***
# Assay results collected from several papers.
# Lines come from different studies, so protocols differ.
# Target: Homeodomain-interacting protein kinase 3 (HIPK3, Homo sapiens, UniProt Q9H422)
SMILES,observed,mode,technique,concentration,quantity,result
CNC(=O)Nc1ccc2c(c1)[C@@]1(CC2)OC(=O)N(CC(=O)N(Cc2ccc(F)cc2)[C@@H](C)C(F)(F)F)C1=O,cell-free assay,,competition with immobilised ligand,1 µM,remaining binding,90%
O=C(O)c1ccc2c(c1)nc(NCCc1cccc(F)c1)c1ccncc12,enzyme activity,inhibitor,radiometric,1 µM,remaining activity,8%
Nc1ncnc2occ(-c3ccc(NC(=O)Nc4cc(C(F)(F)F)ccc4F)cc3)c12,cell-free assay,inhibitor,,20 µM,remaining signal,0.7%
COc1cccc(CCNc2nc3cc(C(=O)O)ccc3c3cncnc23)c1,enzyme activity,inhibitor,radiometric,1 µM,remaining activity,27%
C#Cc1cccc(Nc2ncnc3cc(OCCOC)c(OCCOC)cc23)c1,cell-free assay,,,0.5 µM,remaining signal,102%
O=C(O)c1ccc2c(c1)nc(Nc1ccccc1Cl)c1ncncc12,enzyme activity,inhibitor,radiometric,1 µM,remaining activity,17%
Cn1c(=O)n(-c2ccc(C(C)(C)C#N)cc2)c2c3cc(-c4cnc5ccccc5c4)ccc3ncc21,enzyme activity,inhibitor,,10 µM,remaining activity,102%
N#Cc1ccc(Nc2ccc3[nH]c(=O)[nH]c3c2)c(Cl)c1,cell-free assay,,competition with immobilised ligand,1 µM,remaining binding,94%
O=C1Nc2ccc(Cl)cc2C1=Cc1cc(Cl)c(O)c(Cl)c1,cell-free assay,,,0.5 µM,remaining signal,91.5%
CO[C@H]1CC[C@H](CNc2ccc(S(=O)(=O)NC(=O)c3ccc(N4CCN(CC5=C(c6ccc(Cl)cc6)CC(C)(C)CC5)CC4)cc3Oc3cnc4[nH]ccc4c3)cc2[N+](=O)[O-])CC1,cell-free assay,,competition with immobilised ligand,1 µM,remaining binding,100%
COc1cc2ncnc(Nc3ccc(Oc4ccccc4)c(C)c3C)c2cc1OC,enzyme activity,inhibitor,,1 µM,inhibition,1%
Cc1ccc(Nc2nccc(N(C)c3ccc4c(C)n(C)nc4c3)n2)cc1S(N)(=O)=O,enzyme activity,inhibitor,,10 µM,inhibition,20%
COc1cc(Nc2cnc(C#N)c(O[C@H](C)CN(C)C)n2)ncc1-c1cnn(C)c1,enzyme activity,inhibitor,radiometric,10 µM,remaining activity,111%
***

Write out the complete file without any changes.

# Assay results collected from several papers.
# Lines come from different studies, so protocols differ.
# Target: Homeodomain-interacting protein kinase 3 (HIPK3, Homo sapiens, UniProt Q9H422)
SMILES,observed,mode,technique,concentration,quantity,result
CNC(=O)Nc1ccc2c(c1)[C@@]1(CC2)OC(=O)N(CC(=O)N(Cc2ccc(F)cc2)[C@@H](C)C(F)(F)F)C1=O,cell-free assay,,competition with immobilised ligand,1 µM,remaining binding,90%
O=C(O)c1ccc2c(c1)nc(NCCc1cccc(F)c1)c1ccncc12,enzyme activity,inhibitor,radiometric,1 µM,remaining activity,8%
Nc1ncnc2occ(-c3ccc(NC(=O)Nc4cc(C(F)(F)F)ccc4F)cc3)c12,cell-free assay,inhibitor,,20 µM,remaining signal,0.7%
COc1cccc(CCNc2nc3cc(C(=O)O)ccc3c3cncnc23)c1,enzyme activity,inhibitor,radiometric,1 µM,remaining activity,27%
C#Cc1cccc(Nc2ncnc3cc(OCCOC)c(OCCOC)cc23)c1,cell-free assay,,,0.5 µM,remaining signal,102%
O=C(O)c1ccc2c(c1)nc(Nc1ccccc1Cl)c1ncncc12,enzyme activity,inhibitor,radiometric,1 µM,remaining activity,17%
Cn1c(=O)n(-c2ccc(C(C)(C)C#N)cc2)c2c3cc(-c4cnc5ccccc5c4)ccc3ncc21,enzyme activity,inhibitor,,10 µM,remaining activity,102%
N#Cc1ccc(Nc2ccc3[nH]c(=O)[nH]c3c2)c(Cl)c1,cell-free assay,,competition with immobilised ligand,1 µM,remaining binding,94%
O=C1Nc2ccc(Cl)cc2C1=Cc1cc(Cl)c(O)c(Cl)c1,cell-free assay,,,0.5 µM,remaining signal,91.5%
CO[C@H]1CC[C@H](CNc2ccc(S(=O)(=O)NC(=O)c3ccc(N4CCN(CC5=C(c6ccc(Cl)cc6)CC(C)(C)CC5)CC4)cc3Oc3cnc4[nH]ccc4c3)cc2[N+](=O)[O-])CC1,cell-free assay,,competition with immobilised ligand,1 µM,remaining binding,100%
COc1cc2ncnc(Nc3ccc(Oc4ccccc4)c(C)c3C)c2cc1OC,enzyme activity,inhibitor,,1 µM,inhibition,1%
Cc1ccc(Nc2nccc(N(C)c3ccc4c(C)n(C)nc4c3)n2)cc1S(N)(=O)=O,enzyme activity,inhibitor,,10 µM,inhibition,20%
COc1cc(Nc2cnc(C#N)c(O[C@H](C)CN(C)C)n2)ncc1-c1cnn(C)c1,enzyme activity,inhibitor,radiometric,10 µM,remaining activity,111%